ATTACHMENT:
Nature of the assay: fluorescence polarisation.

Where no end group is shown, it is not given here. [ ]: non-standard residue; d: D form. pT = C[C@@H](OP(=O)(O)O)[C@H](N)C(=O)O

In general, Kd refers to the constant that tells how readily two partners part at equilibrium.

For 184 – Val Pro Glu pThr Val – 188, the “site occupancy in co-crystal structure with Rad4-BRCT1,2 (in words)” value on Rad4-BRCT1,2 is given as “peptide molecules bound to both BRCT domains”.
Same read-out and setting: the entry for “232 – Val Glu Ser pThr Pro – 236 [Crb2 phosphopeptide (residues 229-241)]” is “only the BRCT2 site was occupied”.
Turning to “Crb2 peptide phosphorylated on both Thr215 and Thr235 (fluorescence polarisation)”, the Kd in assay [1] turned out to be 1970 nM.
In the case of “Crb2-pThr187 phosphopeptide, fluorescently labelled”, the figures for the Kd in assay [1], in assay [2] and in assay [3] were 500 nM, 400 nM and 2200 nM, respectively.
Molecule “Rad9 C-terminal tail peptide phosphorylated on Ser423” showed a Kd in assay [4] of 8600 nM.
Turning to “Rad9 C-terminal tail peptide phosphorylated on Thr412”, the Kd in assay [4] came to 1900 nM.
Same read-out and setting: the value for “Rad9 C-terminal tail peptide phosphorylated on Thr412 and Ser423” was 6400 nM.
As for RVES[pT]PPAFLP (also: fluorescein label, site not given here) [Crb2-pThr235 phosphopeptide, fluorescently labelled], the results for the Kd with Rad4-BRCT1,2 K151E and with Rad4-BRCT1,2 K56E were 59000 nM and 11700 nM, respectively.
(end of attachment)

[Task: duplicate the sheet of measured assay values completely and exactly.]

Nature of the assay: fluorescence polarisation.

Where no end group is shown, it is not given here. [ ]: non-standard residue; d: D form. pT = C[C@@H](OP(=O)(O)O)[C@H](N)C(=O)O

In general, Kd refers to the constant that tells how readily two partners part at equilibrium.

For 184 – Val Pro Glu pThr Val – 188, the “site occupancy in co-crystal structure with Rad4-BRCT1,2 (in words)” value on Rad4-BRCT1,2 is given as “peptide molecules bound to both BRCT domains”.
Same read-out and setting: the entry for “232 – Val Glu Ser pThr Pro – 236 [Crb2 phosphopeptide (residues 229-241)]” is “only the BRCT2 site was occupied”.
Turning to “Crb2 peptide phosphorylated on both Thr215 and Thr235 (fluorescence polarisation)”, the Kd in assay [1] turned out to be 1970 nM.
In the case of “Crb2-pThr187 phosphopeptide, fluorescently labelled”, the figures for the Kd in assay [1], in assay [2] and in assay [3] were 500 nM, 400 nM and 2200 nM, respectively.
Molecule “Rad9 C-terminal tail peptide phosphorylated on Ser423” showed a Kd in assay [4] of 8600 nM.
Turning to “Rad9 C-terminal tail peptide phosphorylated on Thr412”, the Kd in assay [4] came to 1900 nM.
Same read-out and setting: the value for “Rad9 C-terminal tail peptide phosphorylated on Thr412 and Ser423” was 6400 nM.
As for RVES[pT]PPAFLP (also: fluorescein label, site not given here) [Crb2-pThr235 phosphopeptide, fluorescently labelled], the results for the Kd with Rad4-BRCT1,2 K151E and with Rad4-BRCT1,2 K56E were 59000 nM and 11700 nM, respectively.